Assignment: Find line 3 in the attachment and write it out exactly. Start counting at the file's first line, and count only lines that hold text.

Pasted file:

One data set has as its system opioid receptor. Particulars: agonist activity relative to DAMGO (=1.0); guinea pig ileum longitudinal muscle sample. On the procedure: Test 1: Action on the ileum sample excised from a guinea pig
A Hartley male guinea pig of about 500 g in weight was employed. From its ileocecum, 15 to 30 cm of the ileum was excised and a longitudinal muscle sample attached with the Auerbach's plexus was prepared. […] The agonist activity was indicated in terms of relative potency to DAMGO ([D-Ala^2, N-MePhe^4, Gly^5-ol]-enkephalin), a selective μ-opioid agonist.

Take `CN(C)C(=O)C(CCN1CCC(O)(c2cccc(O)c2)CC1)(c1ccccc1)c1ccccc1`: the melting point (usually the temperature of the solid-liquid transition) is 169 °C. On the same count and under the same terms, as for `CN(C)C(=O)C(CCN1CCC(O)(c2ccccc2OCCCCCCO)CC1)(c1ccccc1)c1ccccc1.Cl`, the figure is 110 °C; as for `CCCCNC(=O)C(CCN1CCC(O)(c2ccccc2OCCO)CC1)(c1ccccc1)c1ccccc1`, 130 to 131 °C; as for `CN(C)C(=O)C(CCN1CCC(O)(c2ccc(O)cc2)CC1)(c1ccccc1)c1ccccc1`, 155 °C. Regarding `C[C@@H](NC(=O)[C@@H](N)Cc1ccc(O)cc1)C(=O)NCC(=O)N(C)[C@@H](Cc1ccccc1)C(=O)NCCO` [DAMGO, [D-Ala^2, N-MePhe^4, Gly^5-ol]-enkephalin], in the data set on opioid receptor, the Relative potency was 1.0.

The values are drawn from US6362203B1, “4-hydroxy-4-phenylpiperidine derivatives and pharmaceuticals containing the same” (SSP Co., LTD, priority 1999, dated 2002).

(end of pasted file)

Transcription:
Take `CN(C)C(=O)C(CCN1CCC(O)(c2cccc(O)c2)CC1)(c1ccccc1)c1ccccc1`: the melting point (usually the temperature of the solid-liquid transition) is 169 °C. On the same count and under the same terms, as for `CN(C)C(=O)C(CCN1CCC(O)(c2ccccc2OCCCCCCO)CC1)(c1ccccc1)c1ccccc1.Cl`, the figure is 110 °C; as for `CCCCNC(=O)C(CCN1CCC(O)(c2ccccc2OCCO)CC1)(c1ccccc1)c1ccccc1`, 130 to 131 °C; as for `CN(C)C(=O)C(CCN1CCC(O)(c2ccc(O)cc2)CC1)(c1ccccc1)c1ccccc1`, 155 °C. Regarding `C[C@@H](NC(=O)[C@@H](N)Cc1ccc(O)cc1)C(=O)NCC(=O)N(C)[C@@H](Cc1ccccc1)C(=O)NCCO` [DAMGO, [D-Ala^2, N-MePhe^4, Gly^5-ol]-enkephalin], in the data set on opioid receptor, the Relative potency was 1.0.